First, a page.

She's Tough Under Fire
Water Polo's Stacey Moran
Stacey Moran is probably the toughest 5-ft., 6 1/2-in. water polo player you would ever want to meet.
The Kirkland House junior has overcome nagging injuries to become one of the Crimson's leading scorers this year.
As a seven-year-old living in New City, N.Y., she began swimming on local AAU teams and kept with it for a while. "I had the same coach until I was 17, then I stopped swimming for two years, then I started swimming in college," Moran says.
Moran originally wanted to apply to Georgetown. But if it wasn't for a request from a family member, she might have never applied to Harvard.
"My grandfather was really sick in my junior year [of high school] and he died that year," Moran says. "He said, `Just apply to Harvard, and you'll get in, and you'll go there.' I applied here just for him, because he asked me to. I never thought about it again."
But she got accepted, and soon packed her bags for Cambridge.
"It appealed to me as a whole, the ambiance of Harvard," Moran says. "I loved it, I thought it was beautiful."
Moran was on the swim team her freshman year, swimming sprint freestyle races. She also played some water polo when swimming season ended. Moran had a slight advantage as a Harvard freshman because her AAU swim team used to play some water polo.
"I played maybe three games in my life--but with no rules," Moran says. "It was different. There was no `ball under', no rules at all. You just had to get the ball in the goal."
The injury bug plagued her early in her Harvard athletic career. She was out for a time with a broken nose suffered in the national women's water polo tournament in 1986, and missed the entire 1987 season due to major abdominal surgery.
"It killed me not to be able to play," Moran says. "I tried a couple of times, but it was just too much of a chance."
Coming back from the surgery was especially hard, because she couldn't get much exercise and conditioning at all. So the Folklore and Mythology pre-med decided to exercise her mind in Europe.
"I took this last semester off and went to Ireland," Moran says. "It was so much fun. I met up with Tara [Gustilo] in Spain."
And now, she's back, and better than ever. She is one of Harvard's fiercest drivers and very efficient at putting the ball away.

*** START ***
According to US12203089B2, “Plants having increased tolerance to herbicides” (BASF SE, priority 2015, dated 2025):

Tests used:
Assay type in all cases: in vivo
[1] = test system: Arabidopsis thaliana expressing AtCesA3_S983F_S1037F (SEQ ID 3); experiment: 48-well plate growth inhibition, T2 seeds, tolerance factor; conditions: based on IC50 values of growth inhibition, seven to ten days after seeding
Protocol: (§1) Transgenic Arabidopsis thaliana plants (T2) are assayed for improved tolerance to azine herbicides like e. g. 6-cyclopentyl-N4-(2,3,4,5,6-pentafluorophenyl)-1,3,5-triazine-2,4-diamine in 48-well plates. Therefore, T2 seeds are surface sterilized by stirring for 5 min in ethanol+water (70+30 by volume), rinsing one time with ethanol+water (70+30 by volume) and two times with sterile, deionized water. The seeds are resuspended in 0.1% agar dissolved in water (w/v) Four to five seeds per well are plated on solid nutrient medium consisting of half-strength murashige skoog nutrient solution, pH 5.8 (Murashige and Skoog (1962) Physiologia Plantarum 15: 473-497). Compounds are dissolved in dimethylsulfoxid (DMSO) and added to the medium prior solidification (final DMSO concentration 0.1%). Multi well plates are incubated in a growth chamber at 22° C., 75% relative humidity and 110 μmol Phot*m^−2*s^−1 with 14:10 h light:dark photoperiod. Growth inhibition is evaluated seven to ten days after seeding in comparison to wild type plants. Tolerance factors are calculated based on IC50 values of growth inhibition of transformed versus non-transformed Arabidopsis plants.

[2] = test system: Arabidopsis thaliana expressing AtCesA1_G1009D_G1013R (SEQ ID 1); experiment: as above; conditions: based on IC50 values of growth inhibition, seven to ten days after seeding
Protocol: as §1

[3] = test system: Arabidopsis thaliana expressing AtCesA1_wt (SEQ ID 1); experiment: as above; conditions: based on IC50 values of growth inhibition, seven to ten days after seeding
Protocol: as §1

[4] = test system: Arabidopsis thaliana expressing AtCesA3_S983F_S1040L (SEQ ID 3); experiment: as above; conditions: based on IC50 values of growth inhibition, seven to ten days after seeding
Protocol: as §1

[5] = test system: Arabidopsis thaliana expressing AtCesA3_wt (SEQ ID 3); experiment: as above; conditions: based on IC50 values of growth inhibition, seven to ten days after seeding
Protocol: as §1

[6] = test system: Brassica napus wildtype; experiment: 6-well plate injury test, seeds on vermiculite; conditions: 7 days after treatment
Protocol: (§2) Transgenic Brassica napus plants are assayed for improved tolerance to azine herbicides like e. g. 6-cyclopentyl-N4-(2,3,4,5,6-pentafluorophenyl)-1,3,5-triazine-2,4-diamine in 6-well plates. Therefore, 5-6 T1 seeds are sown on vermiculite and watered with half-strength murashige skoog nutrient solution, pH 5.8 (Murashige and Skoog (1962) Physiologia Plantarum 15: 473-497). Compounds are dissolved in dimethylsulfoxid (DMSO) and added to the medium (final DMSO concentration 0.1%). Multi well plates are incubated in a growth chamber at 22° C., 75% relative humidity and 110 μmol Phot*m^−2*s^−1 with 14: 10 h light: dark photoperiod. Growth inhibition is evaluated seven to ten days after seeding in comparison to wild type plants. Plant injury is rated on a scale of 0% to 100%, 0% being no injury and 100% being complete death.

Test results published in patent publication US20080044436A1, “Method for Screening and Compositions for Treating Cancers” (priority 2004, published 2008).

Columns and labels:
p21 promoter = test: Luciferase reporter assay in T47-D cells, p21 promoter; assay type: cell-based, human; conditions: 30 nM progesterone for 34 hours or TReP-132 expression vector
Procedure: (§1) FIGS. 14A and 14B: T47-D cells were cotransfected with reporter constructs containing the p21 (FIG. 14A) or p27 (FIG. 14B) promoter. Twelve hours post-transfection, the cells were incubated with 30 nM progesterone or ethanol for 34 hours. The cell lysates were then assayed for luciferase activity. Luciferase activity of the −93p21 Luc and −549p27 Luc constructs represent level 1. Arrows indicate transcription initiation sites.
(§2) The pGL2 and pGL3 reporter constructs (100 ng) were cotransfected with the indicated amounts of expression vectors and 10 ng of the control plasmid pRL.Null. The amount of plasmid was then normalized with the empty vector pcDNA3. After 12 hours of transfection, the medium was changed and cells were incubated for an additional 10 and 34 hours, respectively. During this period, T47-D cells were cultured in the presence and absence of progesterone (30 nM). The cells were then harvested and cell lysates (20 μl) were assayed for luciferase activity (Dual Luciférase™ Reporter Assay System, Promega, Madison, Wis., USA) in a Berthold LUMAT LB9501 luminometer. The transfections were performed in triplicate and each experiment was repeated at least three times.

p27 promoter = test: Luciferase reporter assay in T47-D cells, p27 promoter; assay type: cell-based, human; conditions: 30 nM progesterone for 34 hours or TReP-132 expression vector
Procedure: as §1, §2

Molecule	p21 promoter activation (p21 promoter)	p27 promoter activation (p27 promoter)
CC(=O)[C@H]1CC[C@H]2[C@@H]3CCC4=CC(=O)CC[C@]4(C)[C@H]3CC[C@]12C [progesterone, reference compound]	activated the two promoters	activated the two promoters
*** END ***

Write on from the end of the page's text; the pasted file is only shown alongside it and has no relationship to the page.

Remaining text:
"I love to shoot," Moran says. "But a lot of times when I drive, I shoot. It's a great feeling to score."
"She's a star," says Tri-Captain Leslie Barbi. "When she's driving, there'll be two or three defenders pouncing on her. Usually you want to get a kickout. Stacey usually gets the goal."
Moran is also one of the better defenders on the team, and a contributor to the Harvard pressure defense.
"I enjoy defense a lot," Moran says. "In every other sport I've played, that was probably my strong point."
But what is this polo player's secret to her success? Her mental approach to the game would be the correct answer.
"Some days when you're in the mood to play, you play great, and other days, when you don't feel like getting wet, or getting in there, you're not as aware," Moran says.
Moran does not swim on the collegiate level any more. Her only sport is water polo.
"I think it's an ideal sport for me because I love ball sports, I love team sports, and I love swimming, so it's great," Moran says. "I've played a lot of sports, and this is my favorite one."
Moran and the rest of the Crimson are looking forward to their greatest challenge to date--the Eastern Tournament. "I'm really excited. We should do well," Moran says. "Slippery Rock is going to be really good. They'll be our hardest team to beat, but there are going to be a couple of teams that are pretty comparable to us."
Coming into the weekend, Moran is questionable to start for the Crimson. Last weekend in the MIT tournament, she tore a ligament in her right hand, her shooting hand.
"I had it looked at by the trainers, so they're pretty sure it's not a fracture, which is good," Moran says. "Basically I have to get it whirlpooled and iced every day."
Moran will play, depending on whether the swelling goes down. And if it doesn't? She'll probably play anyway.